A-level exam chaos: Ofqual's controversial algorithm to be reviewed, regulatory body confirms

There will be a review into how Ofqual’s statistical model designed to calculate this year’s exam grades was d

توسط SALAMNEWWS در 30 مرداد 1399

There will be a review into how Ofqual’s statistical model designed to calculate this year’s exam grades was developed, a regulatory body has said.

A-level and GCSE students have now been allowed to take their teacher-estimated grades if they are higher than moderated ones, following outcry over the controversial grading system which downgraded tens of thousands of A-level results.

The Ofqual – England’s exam regulator - algorithm was meant to moderate the process of awarding grades in the country, preventing teachers awarding what the exams watchdog described as “implausibly high” marks to pupils. It came under fire over its perceived unfairness and the way it particularly appeared to penalise bright children from disadvantaged schools.

The Office for Statistics Regulation said they will review to what extent all the UK's qualifications’ regulators developed their models in line with the principles set out in the code of practice for statistics.

It will not review the implications of the model on individual results or take any view on the most appropriate way to award grades in the absence of exams, it added.

The review comes after the The Royal Statistical Society (RSS) wrote to the OSR highlighting its concerns about the models used to determine students’ grades following the cancellation of exams during the coronavirus outbreak.

GCSE and A-level students in England, Wales and Northern Ireland have been allowed to receive grades based on their teachers’ estimates, if higher than moderated grades, following outcry.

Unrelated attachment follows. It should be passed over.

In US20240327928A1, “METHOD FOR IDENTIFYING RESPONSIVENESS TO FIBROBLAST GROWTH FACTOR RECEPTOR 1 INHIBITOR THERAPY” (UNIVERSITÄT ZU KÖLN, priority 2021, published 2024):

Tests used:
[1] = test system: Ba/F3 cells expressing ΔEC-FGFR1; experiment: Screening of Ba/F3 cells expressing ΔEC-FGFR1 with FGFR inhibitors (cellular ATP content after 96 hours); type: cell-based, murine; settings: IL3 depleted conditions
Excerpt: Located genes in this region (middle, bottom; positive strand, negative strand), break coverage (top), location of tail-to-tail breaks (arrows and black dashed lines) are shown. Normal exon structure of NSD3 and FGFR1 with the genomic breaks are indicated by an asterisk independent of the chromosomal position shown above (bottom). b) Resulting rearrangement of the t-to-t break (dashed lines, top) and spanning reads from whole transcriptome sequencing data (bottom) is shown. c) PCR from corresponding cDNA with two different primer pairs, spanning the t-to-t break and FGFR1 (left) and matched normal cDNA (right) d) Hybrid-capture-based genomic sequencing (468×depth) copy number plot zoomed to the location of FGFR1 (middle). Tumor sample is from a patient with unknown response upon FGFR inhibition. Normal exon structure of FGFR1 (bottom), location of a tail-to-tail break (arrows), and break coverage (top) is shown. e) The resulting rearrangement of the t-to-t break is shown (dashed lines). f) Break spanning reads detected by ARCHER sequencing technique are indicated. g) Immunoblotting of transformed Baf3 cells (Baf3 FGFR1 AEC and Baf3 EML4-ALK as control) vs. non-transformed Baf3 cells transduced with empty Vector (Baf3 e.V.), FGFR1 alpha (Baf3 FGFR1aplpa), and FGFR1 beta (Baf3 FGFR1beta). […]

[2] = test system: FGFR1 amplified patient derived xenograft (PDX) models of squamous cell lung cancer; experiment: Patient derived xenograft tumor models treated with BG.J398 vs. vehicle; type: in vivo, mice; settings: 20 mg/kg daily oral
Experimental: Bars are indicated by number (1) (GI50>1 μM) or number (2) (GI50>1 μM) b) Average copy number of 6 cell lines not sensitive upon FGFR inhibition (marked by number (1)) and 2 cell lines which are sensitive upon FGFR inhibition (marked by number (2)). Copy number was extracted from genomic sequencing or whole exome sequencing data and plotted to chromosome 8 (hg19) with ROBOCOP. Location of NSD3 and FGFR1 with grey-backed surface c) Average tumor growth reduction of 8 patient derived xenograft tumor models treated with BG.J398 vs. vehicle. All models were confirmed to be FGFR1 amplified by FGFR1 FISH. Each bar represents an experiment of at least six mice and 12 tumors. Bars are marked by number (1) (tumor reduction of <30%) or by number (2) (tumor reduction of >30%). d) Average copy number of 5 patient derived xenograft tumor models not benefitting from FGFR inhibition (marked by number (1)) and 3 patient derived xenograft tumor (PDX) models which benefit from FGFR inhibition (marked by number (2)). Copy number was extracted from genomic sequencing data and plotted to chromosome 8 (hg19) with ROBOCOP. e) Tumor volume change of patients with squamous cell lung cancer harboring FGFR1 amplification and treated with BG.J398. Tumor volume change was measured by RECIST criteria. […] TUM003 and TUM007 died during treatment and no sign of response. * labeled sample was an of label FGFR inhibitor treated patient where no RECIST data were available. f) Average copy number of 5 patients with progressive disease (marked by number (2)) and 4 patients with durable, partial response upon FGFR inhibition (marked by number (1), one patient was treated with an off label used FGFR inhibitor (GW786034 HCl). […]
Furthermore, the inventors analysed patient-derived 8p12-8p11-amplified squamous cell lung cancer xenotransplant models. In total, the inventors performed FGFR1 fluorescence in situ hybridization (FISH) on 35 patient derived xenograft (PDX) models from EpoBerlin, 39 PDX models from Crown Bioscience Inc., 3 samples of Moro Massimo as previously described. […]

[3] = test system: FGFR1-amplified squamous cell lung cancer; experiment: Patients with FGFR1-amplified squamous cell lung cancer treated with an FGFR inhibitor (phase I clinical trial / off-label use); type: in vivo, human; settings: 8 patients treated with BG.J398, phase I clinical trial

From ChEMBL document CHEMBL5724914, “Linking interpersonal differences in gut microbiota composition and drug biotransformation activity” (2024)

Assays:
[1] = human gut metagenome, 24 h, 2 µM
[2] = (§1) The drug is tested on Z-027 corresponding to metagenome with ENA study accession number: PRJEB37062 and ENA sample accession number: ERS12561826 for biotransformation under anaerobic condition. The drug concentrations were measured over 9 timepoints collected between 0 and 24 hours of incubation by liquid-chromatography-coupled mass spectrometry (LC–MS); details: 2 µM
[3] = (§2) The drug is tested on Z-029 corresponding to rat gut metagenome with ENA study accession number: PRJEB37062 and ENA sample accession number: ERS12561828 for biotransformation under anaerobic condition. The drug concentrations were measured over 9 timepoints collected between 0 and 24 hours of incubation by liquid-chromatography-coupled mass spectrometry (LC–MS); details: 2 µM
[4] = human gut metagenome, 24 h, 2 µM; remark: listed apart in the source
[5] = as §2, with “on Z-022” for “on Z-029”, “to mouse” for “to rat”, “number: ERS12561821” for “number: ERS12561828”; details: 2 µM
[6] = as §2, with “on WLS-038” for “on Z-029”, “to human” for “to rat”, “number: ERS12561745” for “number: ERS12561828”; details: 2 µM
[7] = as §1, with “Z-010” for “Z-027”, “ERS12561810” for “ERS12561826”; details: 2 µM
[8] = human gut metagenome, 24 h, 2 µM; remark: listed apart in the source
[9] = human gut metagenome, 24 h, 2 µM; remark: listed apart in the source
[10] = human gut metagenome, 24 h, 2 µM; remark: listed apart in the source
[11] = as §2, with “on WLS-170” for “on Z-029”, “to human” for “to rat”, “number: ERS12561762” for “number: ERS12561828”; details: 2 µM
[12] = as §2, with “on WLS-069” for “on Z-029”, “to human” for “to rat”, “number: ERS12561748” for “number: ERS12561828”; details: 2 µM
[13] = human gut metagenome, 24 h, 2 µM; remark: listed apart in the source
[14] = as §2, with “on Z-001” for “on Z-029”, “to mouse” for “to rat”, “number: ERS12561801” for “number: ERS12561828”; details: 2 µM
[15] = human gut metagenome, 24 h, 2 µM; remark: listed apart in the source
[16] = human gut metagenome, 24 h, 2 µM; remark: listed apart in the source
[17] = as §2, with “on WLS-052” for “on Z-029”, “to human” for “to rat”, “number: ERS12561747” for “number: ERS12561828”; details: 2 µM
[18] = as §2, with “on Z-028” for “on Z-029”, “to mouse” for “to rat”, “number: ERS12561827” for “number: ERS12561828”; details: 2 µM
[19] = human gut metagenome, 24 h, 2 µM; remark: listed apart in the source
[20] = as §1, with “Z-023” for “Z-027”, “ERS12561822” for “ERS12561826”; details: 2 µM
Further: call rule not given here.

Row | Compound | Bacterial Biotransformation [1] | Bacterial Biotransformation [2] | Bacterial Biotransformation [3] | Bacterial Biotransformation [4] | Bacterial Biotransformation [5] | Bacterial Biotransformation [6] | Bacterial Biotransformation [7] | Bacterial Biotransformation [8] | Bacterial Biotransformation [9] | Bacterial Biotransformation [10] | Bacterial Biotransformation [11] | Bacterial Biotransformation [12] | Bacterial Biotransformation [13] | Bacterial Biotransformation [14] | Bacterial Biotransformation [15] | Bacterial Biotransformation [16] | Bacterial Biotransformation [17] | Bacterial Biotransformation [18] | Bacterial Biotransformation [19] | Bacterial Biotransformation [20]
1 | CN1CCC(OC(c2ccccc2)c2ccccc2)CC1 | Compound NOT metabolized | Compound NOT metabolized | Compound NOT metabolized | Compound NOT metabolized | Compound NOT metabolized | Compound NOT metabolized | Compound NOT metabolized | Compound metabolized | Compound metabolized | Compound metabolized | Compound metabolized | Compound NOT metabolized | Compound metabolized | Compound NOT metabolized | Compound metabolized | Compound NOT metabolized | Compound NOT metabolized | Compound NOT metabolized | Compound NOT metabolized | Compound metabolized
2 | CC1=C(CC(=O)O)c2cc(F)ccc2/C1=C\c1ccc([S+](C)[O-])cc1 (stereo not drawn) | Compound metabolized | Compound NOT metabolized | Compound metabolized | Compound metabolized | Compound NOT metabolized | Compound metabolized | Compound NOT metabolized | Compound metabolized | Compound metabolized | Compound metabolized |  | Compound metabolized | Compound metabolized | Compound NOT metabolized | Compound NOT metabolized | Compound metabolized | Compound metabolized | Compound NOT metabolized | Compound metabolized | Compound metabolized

The chairman of Ofqual has said there was “no easy solution” to determining grades while exams were cancelled due to coronavirus.

Roger Taylor said: “Ofqual was asked by the secretary of state to develop a system for awarding calculated grades, which maintained standards and ensured that grades were awarded broadly in line with previous years. Our goal has always been to protect the trust that the public rightly has in educational qualifications.”

He added: “But we recognise that while the approach we adopted attempted to achieve these goals we also appreciate that it has also caused real anguish and damaged public confidence.”

Mr Taylor announced the system would change, so that students could either take their teacher-estimated grade or their moderated one – whichever was higher.

Sharon Witherspoon, the vice president of the RSS, welcomed the OSR review into how the UK’s qualifications’ regulators developed their statistical models.

“The lack of transparency around the process has not only caused significant distress for thousands of students, it has threatened to undermine public trust in statistics and their use,” she said. ”It is therefore right that the Office for Statistics Regulation looks into these issues to ensure this does not happen again.”

Statistical ​models were originally used to decide what grades to award A-level students in England, Wales and Northern Ireland, and Scottish Higher students in Scotland.


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